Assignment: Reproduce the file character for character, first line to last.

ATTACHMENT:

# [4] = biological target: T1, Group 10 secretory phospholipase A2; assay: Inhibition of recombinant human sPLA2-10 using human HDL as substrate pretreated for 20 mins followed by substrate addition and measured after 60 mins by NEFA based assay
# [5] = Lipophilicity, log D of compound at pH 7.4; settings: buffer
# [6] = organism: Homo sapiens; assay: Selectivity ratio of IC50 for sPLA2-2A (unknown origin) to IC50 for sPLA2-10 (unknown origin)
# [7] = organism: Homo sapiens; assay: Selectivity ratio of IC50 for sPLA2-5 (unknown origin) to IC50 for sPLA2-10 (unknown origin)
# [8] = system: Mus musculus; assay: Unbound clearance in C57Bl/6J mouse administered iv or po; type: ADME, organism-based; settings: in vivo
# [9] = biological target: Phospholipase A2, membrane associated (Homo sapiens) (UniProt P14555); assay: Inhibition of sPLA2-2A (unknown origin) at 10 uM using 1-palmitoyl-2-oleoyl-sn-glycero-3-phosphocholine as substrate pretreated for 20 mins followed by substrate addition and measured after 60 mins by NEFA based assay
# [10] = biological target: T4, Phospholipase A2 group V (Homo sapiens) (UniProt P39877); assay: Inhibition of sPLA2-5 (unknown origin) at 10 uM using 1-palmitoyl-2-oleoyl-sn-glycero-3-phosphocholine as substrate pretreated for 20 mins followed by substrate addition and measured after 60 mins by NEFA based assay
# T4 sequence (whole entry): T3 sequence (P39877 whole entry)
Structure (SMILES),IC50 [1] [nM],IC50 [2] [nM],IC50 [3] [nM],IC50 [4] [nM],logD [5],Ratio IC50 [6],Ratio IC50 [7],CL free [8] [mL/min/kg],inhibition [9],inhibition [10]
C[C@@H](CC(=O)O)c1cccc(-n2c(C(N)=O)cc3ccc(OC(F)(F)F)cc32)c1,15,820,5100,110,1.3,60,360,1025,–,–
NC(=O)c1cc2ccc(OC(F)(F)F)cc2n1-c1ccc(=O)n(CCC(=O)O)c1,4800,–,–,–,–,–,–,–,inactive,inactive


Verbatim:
# [4] = biological target: T1, Group 10 secretory phospholipase A2; assay: Inhibition of recombinant human sPLA2-10 using human HDL as substrate pretreated for 20 mins followed by substrate addition and measured after 60 mins by NEFA based assay
# [5] = Lipophilicity, log D of compound at pH 7.4; settings: buffer
# [6] = organism: Homo sapiens; assay: Selectivity ratio of IC50 for sPLA2-2A (unknown origin) to IC50 for sPLA2-10 (unknown origin)
# [7] = organism: Homo sapiens; assay: Selectivity ratio of IC50 for sPLA2-5 (unknown origin) to IC50 for sPLA2-10 (unknown origin)
# [8] = system: Mus musculus; assay: Unbound clearance in C57Bl/6J mouse administered iv or po; type: ADME, organism-based; settings: in vivo
# [9] = biological target: Phospholipase A2, membrane associated (Homo sapiens) (UniProt P14555); assay: Inhibition of sPLA2-2A (unknown origin) at 10 uM using 1-palmitoyl-2-oleoyl-sn-glycero-3-phosphocholine as substrate pretreated for 20 mins followed by substrate addition and measured after 60 mins by NEFA based assay
# [10] = biological target: T4, Phospholipase A2 group V (Homo sapiens) (UniProt P39877); assay: Inhibition of sPLA2-5 (unknown origin) at 10 uM using 1-palmitoyl-2-oleoyl-sn-glycero-3-phosphocholine as substrate pretreated for 20 mins followed by substrate addition and measured after 60 mins by NEFA based assay
# T4 sequence (whole entry): T3 sequence (P39877 whole entry)
Structure (SMILES),IC50 [1] [nM],IC50 [2] [nM],IC50 [3] [nM],IC50 [4] [nM],logD [5],Ratio IC50 [6],Ratio IC50 [7],CL free [8] [mL/min/kg],inhibition [9],inhibition [10]
C[C@@H](CC(=O)O)c1cccc(-n2c(C(N)=O)cc3ccc(OC(F)(F)F)cc32)c1,15,820,5100,110,1.3,60,360,1025,–,–
NC(=O)c1cc2ccc(OC(F)(F)F)cc2n1-c1ccc(=O)n(CCC(=O)O)c1,4800,–,–,–,–,–,–,–,inactive,inactive